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Sailboat specifications and datasheets

J/105 shoal draft

The J/105, here in "shoal draft" version, is a 34’5” monohull sailboat designed by Rod Johnstone. She was built by J/Boats (United States) and made of sandwich fiberglass / polyester. The production started in 1991 .

The J/105 is as well listed, on Boat-Specs.com, in version Standard.

J/Boats J/105 J/Boats J/105 layoutJ/Boats J/105 layoutJ/Boats J/105 layoutJ/Boats J/105 sailingJ/Boats J/105 sailingJ/Boats J/105 sailingJ/Boats J/105 sailingJ/Boats J/105 sailingJ/Boats J/105 accommodationsJ/Boats J/105 accommodations
J/105's   Main Features
Model J/105
Version Shoal draft
Type of hull Monohull
Category Racer-cruiser sailboat
Shipyard
Designer Rod Johnstone
Construction Hull and deck:
sandwich fiberglass / polyester
First built hull 1991
Last built hull Discontinued
Appendages Keel :
Fin with bulb
Helm 1 wheel
Rudder 1 spade rudder
Cockpit Closed aft cockpit
Unsinkable No
Trailerable No
Standard public price ex. VAT (indicative only) N/A
J/105's   Main dimensions
Hull length 34’ 5”
Waterline length 29’ 6”
Beam (width) 11’
Draft 5’ 7”
Mast height from DWL 50’ 4”
Light displacement 7749 lbs
Ballast weight 3417 lbs
Ballast type Lead
French customs tonnage 8.81 Tx
J/105's   Rig and sails
Upwind sail area 577 sq.ft
Downwind sail area 1305 sq.ft
Mainsail area 304 sq.ft
Solent area 273 sq.ft
Asymetric spinnaker area 1001 sq.ft
Rigging type Sloop Marconi fractional
Rotating spars No
Mast position Keel stepped mast
Spars Mast and boom in Aluminum
Standing rigging Single-strand (ROD)
Number of levels of spreaders 2
Spreaders angle Swept-back
IiFore triangle height (from mast foot to fore stay attachment) 40’ 7”
JiFore triangle base (from mast foot to bottom of forestay) 13’ 6”
PiMainsail hoist measurement (from tack to head) 41’ 6”
EiMainsail foot measurement (from tack to clew) 14’ 7”
J/105's   Performances
Upwind sail area to displacementiThe ratio sail area to displacement is obtained by dividing the sail area by the boat's displaced volume to the power two-thirds.
The ratio sail area to displacement can be used to compare the relative sail plan of different sailboats no matter what their size. Upwind : under 18 the ratio indicates a cruise oriented sailboat with limited performances especially in light wind, while over 23 it indicates a fast sailboat.
23.19
Downwind sail area to displacementiThe ratio sail area to displacement is obtained by dividing the sail area by the boat's displaced volume to the power two-thirds.
The ratio sail area to displacement can be used to compare the relative sail plan of different sailboats no matter what their size. Upwind : under 18 the ratio indicates a cruise oriented sailboat with limited performances especially in light wind, while over 23 it indicates a fast sailboat.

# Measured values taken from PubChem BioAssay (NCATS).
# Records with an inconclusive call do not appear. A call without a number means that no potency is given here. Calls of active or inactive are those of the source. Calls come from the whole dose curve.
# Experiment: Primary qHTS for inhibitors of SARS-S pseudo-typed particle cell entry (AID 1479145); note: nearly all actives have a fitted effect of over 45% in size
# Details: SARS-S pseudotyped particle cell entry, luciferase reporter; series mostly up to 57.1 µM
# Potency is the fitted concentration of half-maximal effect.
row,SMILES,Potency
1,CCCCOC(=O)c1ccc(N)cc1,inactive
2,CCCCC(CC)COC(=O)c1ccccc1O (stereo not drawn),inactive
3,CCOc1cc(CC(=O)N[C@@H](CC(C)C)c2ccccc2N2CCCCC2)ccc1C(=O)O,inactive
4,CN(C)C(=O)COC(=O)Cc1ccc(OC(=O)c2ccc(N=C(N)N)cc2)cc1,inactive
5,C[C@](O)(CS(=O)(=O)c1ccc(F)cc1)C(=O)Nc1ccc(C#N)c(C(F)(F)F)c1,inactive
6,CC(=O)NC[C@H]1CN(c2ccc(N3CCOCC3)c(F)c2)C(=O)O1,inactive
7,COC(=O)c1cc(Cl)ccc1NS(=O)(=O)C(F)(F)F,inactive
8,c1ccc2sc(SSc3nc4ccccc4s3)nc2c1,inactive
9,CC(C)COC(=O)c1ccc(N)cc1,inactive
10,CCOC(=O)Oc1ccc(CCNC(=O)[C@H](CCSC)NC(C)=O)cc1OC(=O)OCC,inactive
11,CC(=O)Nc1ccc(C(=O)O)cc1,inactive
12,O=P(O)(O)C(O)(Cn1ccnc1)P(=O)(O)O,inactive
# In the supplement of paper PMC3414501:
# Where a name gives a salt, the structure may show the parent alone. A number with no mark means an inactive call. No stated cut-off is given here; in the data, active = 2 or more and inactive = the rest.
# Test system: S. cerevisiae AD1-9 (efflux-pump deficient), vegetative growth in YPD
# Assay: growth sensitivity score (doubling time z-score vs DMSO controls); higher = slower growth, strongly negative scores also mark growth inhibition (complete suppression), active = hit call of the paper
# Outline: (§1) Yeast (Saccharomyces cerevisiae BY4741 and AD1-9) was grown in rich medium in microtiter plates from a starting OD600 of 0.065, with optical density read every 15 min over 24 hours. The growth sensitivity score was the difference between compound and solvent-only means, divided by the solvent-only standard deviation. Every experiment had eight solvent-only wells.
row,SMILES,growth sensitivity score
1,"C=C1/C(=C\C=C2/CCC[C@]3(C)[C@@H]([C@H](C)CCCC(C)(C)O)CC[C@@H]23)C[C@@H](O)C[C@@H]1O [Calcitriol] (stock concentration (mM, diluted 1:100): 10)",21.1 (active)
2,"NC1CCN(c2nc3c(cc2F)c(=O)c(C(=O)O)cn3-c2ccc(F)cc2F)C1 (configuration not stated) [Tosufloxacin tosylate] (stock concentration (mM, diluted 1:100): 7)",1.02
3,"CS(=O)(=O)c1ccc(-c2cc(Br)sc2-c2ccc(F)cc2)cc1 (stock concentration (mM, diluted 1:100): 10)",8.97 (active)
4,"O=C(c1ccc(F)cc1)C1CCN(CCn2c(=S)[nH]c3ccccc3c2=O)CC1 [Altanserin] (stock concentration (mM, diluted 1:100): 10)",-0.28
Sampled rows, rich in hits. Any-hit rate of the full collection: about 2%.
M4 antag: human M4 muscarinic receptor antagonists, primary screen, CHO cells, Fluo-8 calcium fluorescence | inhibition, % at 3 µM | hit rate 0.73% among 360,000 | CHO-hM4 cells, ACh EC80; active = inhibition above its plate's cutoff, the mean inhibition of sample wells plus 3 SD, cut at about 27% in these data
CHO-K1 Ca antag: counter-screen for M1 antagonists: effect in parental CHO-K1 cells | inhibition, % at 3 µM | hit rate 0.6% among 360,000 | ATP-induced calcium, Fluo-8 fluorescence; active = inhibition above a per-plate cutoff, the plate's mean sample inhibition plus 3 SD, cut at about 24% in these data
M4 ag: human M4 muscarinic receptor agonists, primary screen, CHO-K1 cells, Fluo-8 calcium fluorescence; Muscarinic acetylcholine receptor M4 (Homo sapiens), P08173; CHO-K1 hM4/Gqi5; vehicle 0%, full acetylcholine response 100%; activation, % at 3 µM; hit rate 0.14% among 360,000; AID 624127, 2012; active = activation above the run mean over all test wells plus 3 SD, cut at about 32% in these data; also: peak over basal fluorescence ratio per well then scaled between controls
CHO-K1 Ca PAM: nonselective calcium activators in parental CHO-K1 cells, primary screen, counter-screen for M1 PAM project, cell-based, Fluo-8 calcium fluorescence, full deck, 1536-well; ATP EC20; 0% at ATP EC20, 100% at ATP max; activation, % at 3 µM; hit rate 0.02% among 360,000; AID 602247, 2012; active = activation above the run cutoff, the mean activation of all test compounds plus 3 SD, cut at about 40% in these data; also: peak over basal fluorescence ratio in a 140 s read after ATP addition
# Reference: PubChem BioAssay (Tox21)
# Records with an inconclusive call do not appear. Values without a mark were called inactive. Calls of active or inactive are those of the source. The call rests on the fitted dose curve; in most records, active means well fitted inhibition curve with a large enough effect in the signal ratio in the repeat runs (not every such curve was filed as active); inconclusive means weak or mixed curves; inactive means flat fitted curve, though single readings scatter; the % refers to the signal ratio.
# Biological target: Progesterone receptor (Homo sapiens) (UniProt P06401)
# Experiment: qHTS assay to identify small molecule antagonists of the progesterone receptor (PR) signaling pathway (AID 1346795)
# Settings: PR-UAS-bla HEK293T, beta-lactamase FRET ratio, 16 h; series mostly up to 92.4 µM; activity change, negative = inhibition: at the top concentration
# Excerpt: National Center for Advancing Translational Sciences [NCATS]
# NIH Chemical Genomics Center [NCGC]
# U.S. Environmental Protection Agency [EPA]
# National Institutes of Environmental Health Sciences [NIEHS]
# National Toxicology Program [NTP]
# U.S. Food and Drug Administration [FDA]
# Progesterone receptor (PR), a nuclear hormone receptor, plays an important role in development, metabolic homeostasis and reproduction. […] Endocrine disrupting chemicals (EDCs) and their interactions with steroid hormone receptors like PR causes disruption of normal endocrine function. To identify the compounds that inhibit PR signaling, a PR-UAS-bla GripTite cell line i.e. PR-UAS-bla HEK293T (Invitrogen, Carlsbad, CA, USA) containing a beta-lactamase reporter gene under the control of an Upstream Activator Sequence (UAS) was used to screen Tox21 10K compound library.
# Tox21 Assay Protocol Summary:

52.43
Displacement-Length ratio (DLR)iThe Displacement Length ratio is a figure that points out the boat's weight compared to its waterline length. DLR is obtained by dividing the boat's displacement in tons by the cube of one one-hundredth of the waterline length (in feet).
The DLR can be used to compare the relative mass of different sailboats no matter what their length: a DLR less than 180 is indicative of a really light sailboat (race boat made for planning), while a DLR greater than 300 is indicative of a heavy cruising sailboat.
137
Ballast ratioiThe Ballast ratio is an indicator of the stability; it is obtained by dividing the boat's displacement by the weight of the ballast. Since the stability depends also of the hull shape and the position of the center of gravity, only boats with similar ballast arrangements and hull shape should be considered.
Higher the ballast ratio is, greater is the stability.
44 %
Hull speediAs a ship moves in the water, it creates standing waves that oppose its movement. This effect increases dramatically the resistance when the boat reaches a speed-length ratio (speed-length ratio is the ratio between the speed in knots and the square root of the waterline length in feet) of about 1.2 (corresponding to a Froude Number of 0.35) . This very sharp rise in resistance, between speed-length ratio of 1.2 to 1.5, is insurmountable for heavy sailboats and so becomes an apparent barrier. This leads to the concept of "hull speed".
The hull speed is obtained by multiplying the square root of the waterline length (in feet) by 1.34.
7.28 knots
J/105's   Auxiliary engine
Engine(s) 1
Engine type Inboard engine
Engine (min/max) 20 HP
Fuel type Diesel
Fuel tank capacity 11.9 gal
J/105's   Accommodation
Cabin(s) (min/max) 1
Berth(s) (min/max) 2 / 5
Head(s) 1
Holding tank capacity 11.9 gal

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